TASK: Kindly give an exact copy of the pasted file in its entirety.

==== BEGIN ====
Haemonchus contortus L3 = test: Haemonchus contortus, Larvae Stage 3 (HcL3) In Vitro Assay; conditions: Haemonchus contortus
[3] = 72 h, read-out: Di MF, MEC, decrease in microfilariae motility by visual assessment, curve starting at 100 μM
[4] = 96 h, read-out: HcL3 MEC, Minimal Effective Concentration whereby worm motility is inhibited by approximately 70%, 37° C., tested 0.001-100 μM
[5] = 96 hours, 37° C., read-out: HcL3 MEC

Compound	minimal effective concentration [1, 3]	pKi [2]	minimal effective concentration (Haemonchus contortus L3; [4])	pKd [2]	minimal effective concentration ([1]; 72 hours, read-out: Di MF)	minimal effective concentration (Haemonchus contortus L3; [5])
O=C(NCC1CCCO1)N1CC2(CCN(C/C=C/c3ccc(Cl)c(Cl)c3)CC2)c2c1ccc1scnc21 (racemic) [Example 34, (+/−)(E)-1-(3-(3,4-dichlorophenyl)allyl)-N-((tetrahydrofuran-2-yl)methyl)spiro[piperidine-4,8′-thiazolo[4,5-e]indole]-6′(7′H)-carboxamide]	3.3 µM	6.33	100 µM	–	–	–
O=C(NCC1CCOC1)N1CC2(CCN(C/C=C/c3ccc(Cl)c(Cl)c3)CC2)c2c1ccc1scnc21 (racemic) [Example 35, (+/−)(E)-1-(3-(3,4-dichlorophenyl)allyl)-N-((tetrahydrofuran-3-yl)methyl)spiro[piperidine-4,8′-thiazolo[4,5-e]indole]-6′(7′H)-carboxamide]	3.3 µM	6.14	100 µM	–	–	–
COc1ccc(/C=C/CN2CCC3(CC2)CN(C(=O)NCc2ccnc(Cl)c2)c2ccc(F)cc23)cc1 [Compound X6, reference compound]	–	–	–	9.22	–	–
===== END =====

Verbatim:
Haemonchus contortus L3 = test: Haemonchus contortus, Larvae Stage 3 (HcL3) In Vitro Assay; conditions: Haemonchus contortus
[3] = 72 h, read-out: Di MF, MEC, decrease in microfilariae motility by visual assessment, curve starting at 100 μM
[4] = 96 h, read-out: HcL3 MEC, Minimal Effective Concentration whereby worm motility is inhibited by approximately 70%, 37° C., tested 0.001-100 μM
[5] = 96 hours, 37° C., read-out: HcL3 MEC

Compound	minimal effective concentration [1, 3]	pKi [2]	minimal effective concentration (Haemonchus contortus L3; [4])	pKd [2]	minimal effective concentration ([1]; 72 hours, read-out: Di MF)	minimal effective concentration (Haemonchus contortus L3; [5])
O=C(NCC1CCCO1)N1CC2(CCN(C/C=C/c3ccc(Cl)c(Cl)c3)CC2)c2c1ccc1scnc21 (racemic) [Example 34, (+/−)(E)-1-(3-(3,4-dichlorophenyl)allyl)-N-((tetrahydrofuran-2-yl)methyl)spiro[piperidine-4,8′-thiazolo[4,5-e]indole]-6′(7′H)-carboxamide]	3.3 µM	6.33	100 µM	–	–	–
O=C(NCC1CCOC1)N1CC2(CCN(C/C=C/c3ccc(Cl)c(Cl)c3)CC2)c2c1ccc1scnc21 (racemic) [Example 35, (+/−)(E)-1-(3-(3,4-dichlorophenyl)allyl)-N-((tetrahydrofuran-3-yl)methyl)spiro[piperidine-4,8′-thiazolo[4,5-e]indole]-6′(7′H)-carboxamide]	3.3 µM	6.14	100 µM	–	–	–
COc1ccc(/C=C/CN2CCC3(CC2)CN(C(=O)NCc2ccnc(Cl)c2)c2ccc(F)cc23)cc1 [Compound X6, reference compound]	–	–	–	9.22	–	–